Ars Technica reports
that John Perry Barlow, who co-founded the Electronic Frontier Foundation
, died Jan. 7 at age 70. Barlow was also a rancher, and wrote some lyrics for the Grateful Dead, but is best known for his early visionary views about the internet. "He’s the one that came up with the metaphor of the electronic frontier," said Mitch Kapor, who created Lotus 1-2-3, an early spreadsheet application, and co-founded the Electronic Frontier Foundation, in 1990, with Barlow and John Gilmore. The Electronic Frontier Foundation is an international non-profit digital rights group based in San Francisco, California to promote Internet civil liberties. The group, "provides funds for legal defense in court, presents amicus curiae briefs, defends individuals and new technologies from what it considers abusive legal threats, works to expose government malfeasance, provides guidance to the government and courts, organizes political action and mass mailings, supports some new technologies which it believes preserve personal freedoms and online civil liberties, maintains a database and web sites of related news and information, monitors and challenges potential legislation that it believes would infringe on personal liberties and fair use, and solicits a list of what it considers abusive patents with intentions to defeat those that it considers without merit," according to Wikipedia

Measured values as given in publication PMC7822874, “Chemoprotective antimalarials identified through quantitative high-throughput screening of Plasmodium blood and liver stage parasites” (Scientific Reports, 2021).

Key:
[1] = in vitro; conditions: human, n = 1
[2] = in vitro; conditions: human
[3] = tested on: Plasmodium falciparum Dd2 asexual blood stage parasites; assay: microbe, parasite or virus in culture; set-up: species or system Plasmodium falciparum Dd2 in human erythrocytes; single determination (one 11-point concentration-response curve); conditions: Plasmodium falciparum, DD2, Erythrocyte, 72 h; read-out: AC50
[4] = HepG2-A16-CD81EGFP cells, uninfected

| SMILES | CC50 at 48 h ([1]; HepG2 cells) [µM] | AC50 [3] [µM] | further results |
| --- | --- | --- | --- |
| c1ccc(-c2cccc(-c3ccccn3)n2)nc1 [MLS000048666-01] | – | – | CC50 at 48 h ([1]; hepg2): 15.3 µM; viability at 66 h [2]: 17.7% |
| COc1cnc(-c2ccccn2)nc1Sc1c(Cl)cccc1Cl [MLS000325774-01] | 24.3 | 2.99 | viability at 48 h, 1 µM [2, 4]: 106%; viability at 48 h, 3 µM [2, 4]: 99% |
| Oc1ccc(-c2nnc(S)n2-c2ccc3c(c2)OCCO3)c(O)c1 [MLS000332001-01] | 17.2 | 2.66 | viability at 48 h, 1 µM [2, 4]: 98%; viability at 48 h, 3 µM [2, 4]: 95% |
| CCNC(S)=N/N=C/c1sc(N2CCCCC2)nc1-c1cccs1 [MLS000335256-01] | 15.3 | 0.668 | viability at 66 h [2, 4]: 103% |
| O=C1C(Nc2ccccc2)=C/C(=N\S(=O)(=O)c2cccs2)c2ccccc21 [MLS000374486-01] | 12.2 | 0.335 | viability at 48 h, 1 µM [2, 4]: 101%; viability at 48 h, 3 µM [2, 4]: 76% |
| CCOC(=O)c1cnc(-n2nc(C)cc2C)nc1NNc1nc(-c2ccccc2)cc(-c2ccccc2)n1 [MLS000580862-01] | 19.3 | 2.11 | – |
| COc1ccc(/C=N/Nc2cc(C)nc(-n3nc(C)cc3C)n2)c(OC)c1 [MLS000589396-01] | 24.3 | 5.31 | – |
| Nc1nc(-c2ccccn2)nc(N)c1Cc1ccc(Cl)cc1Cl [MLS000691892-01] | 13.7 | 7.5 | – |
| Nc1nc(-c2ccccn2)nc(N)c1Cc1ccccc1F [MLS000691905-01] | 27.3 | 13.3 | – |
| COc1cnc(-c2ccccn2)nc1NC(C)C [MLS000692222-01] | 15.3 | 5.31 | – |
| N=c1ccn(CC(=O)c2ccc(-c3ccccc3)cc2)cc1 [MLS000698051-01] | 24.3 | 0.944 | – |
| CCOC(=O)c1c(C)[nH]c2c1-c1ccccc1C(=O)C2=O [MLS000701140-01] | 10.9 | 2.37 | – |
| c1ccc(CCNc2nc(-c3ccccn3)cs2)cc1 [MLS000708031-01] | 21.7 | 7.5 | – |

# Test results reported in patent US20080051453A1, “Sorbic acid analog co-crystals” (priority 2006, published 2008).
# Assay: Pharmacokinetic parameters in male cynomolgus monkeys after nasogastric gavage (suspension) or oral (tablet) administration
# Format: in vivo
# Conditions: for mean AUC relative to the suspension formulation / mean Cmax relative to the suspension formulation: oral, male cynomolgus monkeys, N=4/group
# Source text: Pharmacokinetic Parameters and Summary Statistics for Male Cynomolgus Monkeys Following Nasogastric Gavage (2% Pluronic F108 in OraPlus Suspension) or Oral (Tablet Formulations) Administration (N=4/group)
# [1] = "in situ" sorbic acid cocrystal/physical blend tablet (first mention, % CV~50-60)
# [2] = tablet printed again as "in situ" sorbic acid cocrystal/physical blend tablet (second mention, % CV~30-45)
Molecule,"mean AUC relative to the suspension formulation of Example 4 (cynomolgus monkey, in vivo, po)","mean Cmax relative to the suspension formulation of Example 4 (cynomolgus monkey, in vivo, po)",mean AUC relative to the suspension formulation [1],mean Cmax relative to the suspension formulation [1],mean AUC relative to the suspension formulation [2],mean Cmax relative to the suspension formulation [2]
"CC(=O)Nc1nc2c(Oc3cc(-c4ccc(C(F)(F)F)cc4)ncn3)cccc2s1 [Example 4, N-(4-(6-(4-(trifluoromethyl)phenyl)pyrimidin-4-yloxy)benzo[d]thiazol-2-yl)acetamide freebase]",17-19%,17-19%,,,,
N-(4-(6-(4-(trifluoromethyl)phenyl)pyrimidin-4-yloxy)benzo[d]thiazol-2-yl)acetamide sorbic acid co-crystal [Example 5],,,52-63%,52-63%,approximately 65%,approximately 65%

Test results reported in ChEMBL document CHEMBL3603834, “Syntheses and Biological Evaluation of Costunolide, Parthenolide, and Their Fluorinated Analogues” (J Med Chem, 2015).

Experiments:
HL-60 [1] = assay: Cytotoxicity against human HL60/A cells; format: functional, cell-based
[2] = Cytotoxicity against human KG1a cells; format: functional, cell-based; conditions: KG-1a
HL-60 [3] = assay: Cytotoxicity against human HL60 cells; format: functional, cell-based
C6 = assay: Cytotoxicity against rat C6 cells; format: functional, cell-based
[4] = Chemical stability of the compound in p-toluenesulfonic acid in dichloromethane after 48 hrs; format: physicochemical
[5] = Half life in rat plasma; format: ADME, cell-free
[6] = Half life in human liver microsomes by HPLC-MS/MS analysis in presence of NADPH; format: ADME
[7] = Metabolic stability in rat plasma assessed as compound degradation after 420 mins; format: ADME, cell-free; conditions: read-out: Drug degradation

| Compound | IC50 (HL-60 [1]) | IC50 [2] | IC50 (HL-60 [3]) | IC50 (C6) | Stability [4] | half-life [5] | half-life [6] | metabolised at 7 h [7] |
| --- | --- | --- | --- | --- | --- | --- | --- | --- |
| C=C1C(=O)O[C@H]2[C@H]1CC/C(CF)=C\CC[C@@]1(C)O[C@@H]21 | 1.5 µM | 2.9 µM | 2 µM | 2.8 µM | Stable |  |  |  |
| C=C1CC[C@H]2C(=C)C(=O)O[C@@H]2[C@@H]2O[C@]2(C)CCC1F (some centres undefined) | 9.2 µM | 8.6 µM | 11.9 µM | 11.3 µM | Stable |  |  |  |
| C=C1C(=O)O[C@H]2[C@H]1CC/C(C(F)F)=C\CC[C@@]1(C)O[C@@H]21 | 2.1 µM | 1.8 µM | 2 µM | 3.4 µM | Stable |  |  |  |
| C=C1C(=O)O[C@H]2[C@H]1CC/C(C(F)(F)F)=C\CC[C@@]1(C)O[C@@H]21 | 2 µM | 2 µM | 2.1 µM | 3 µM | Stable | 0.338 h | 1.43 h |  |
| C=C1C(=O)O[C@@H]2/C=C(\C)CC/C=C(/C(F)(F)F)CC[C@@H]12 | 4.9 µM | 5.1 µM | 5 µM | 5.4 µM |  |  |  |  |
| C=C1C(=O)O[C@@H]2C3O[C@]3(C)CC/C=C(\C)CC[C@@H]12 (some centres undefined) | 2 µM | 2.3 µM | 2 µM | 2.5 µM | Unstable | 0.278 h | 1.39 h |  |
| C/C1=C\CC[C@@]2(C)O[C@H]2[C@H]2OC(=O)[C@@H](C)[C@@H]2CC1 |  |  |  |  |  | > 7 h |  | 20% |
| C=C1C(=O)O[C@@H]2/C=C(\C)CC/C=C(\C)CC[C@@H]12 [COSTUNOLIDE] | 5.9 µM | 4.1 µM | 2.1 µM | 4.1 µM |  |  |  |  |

. "It is no exaggeration to say that major parts of the Internet we all know and love today exist and thrive because of Barlow’s vision and leadership," Cindy Cohn, the group’s executive director, wrote in a blog post after his death. "He always saw the Internet as a fundamental place of freedom, where voices long silenced can find an audience and people can connect with others regardless of physical distance.... What he saw in the early Internet was the idea that we could transcend our bodies, regardless of who we were or where we were," she told Ars Technica.